Just Not Cricket

Shashi Tharoor drew the ire of New York Times readers when he wrote a column analyzing American disdain for cricket, concluding that "the notion that anyone would watch a game that, in its highest form, could take five days and still end in a draw provokes widespread disbelief among results-oriented Americans." A colonial game that dates back to the sixteenth century (and still uses terms like "silly point" and "fine leg" in all seriousness), cricket has evolved through the ages to make it less time-consuming and yes, more result-oriented. Unfortunately in its latest incarnation, the Twenty20, the game seems to have set back the evolutionary clock, reducing a once-elegant sport to a fast and furious version of itself that is played in an environment resembling a cross between a circus and a carnival.

There was a time (not so long ago) when cricket was all it took to attract spectators to stadiums, students to sick-days, and sponsors to television. Ever since the limited-overs version of the game was introduced in the late-sixties, a result was all but guaranteed at the end of the day, leading to the debut of the four-yearly World Cup tournament in 1975. However, as the public's attention span began to wither and wilt (no doubt conditioned by faster games like football and tennis), organisers flirted with the idea of 20-over matches that would produce a result in less than three hours.

By the time this abridged version of the game reached its adopted motherland, India, it had become a potent cocktail of cricket, Bollywood and celebrity shows geared towards prime-time television. The inaugural match of the current Indian Premier League (complete with high-stake contracts like its English namesake) was hosted in Bangalore and featured cheerleaders from America, stilt-walkers from Holland, stunt acrobats from Germany and laser operators from Malaysia. There must have been some irony in that the modern mecca of outsourcing had to fly in entertainers from different parts of the world to promote the tournament! While purists debate whether this entertainment package devalues the devotion of the cricket-watching public, there is no denying that many of these distractions (such as cheerleaders, or utsaah-utpaadak-pradarshak naari, a Hindi translation proposed by a professor at NYU's Stern School of Business) were unnecessary in a region where cricket-worship already borders on religious fanaticism. This is also symbolic of the transformation of the game at more fundamental levels-- firstly, teams in the league cut across national identities which is an experiment that has not been attempted in cricket outside of exhibition matches, and secondly, it demonstrates how British cultural influence on the game as played in India is gradually being replaced by American superficiality.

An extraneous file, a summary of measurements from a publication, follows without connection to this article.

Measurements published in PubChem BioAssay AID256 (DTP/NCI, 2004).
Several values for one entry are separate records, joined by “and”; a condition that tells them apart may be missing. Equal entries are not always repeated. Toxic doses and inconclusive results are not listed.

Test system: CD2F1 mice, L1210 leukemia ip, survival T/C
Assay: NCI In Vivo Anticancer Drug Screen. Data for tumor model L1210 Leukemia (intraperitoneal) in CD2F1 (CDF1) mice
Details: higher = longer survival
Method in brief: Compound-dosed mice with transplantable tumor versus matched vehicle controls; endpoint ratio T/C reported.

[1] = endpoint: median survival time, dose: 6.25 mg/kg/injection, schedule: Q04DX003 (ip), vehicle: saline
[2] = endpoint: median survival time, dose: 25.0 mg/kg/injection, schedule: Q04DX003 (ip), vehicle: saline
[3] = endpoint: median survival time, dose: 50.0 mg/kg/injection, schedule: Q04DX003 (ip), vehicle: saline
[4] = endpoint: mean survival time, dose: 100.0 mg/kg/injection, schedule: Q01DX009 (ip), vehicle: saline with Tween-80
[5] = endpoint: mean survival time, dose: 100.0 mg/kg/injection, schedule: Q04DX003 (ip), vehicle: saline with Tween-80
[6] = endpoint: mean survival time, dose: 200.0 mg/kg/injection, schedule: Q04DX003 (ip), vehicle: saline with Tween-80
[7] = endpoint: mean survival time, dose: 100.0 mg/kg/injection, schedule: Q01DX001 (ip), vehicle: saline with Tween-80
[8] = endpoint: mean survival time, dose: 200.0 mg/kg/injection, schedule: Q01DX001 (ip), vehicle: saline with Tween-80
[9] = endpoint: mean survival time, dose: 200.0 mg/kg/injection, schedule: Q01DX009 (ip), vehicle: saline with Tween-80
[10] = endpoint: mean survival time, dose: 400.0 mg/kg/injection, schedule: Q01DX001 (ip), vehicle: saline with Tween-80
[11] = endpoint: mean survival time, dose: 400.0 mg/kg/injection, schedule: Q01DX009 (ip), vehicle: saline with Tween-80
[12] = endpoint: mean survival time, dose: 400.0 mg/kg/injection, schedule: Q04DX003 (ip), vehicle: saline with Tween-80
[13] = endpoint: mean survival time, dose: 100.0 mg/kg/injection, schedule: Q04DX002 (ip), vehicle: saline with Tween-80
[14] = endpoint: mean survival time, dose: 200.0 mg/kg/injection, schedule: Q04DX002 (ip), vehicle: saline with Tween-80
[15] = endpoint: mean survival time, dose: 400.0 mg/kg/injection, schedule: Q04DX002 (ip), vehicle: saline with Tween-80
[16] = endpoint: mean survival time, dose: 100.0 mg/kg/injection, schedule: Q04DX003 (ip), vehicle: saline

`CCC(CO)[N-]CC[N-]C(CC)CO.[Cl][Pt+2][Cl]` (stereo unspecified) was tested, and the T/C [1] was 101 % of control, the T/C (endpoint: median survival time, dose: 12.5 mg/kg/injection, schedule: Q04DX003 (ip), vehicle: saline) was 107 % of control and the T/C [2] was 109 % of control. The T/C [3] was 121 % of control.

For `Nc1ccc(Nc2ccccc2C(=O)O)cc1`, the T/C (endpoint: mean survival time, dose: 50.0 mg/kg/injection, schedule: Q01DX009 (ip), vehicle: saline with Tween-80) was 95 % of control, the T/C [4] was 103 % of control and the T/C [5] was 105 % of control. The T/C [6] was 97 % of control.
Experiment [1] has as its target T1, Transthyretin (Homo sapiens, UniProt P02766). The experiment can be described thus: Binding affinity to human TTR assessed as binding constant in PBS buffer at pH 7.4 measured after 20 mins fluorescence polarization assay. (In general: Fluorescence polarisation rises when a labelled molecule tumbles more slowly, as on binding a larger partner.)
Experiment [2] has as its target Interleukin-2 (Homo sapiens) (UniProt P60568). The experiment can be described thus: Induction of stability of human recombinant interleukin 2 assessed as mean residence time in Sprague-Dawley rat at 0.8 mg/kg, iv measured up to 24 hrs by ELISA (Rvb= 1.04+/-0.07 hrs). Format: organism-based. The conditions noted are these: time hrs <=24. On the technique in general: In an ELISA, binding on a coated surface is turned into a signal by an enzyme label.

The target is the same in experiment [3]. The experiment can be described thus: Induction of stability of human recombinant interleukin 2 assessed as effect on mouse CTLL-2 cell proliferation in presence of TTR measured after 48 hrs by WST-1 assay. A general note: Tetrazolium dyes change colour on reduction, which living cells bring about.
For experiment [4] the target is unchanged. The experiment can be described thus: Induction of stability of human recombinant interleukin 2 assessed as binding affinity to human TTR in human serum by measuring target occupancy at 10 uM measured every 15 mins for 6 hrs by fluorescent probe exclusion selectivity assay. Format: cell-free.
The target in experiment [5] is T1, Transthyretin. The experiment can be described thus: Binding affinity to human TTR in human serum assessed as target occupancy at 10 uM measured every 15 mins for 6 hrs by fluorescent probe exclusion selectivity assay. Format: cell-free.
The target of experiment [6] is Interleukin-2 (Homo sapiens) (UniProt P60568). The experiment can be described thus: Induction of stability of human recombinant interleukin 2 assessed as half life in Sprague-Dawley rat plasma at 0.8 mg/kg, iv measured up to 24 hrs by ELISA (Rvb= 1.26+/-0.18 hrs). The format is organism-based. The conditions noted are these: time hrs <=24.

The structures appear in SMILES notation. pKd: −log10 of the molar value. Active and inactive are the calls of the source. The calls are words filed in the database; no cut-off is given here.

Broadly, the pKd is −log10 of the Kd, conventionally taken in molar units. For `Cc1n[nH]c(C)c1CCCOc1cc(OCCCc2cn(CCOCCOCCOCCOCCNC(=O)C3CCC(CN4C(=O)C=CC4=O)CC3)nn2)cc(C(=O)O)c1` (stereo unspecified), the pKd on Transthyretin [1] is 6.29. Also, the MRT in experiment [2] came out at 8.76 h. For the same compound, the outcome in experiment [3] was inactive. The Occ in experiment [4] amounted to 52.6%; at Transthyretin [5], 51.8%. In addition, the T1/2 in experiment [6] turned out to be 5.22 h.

All this brouhaha makes one feel sorry for the late Kerry Packer whose World Series Cricket was often mocked as "pyjama cricket" for espousing colourful uniforms and day-and-night matches. In comparison to the indignity that is Twenty20, the World Series may be compared to a benign first circle of Dante's Inferno, and only time will tell whether the modern version of the game will gain as wide an acceptance as the Packer Circus eventually did.

If the wild bowler thinks he bowls,
Or if the batsman thinks he's bowled,
They know not, poor misguided souls,
They too shall perish unconsoled.
I am the batsman and the bat,
I am the bowler and the ball,
The umpire, the pavilion cat,
The roller, pitch, and stumps, and all.
Andrew Lang, Brahma


Altamont said...

Very nice article; thoughtful and lucid as is expected of your posts. I agree with most of what you say but we can't overlook the benefits of the league version of sports either.

It provides an opportunity for those players whose chances of playing cricket are limited as their countries do not have competing national teams. It also provides an opportunity to those players whose positions in their national teams are uncertain because of superior alternatives.

I agree that this IPL seems too much of show than substance. I hope that, in the future, it will give a platform for many people to showcase their talents. However the increased commercialization of the game would continue - one only has to look at the English Premier Football League for example.

incogRito said...

Altamont, Your point is well taken. A tournament that expands the playing field to regions and countries not represented adequately is always welcome. Moreover, players from different countries rubbing shoulders in the same team may lead to reduced national jingoism in contested games like India vs Pakistan. I can only hope that the success of the league format does not weaken teamwork and camaraderie among our national players, as was observed with the Brazilian football team (comprising league stars in their own right) in the 2006 World Cup.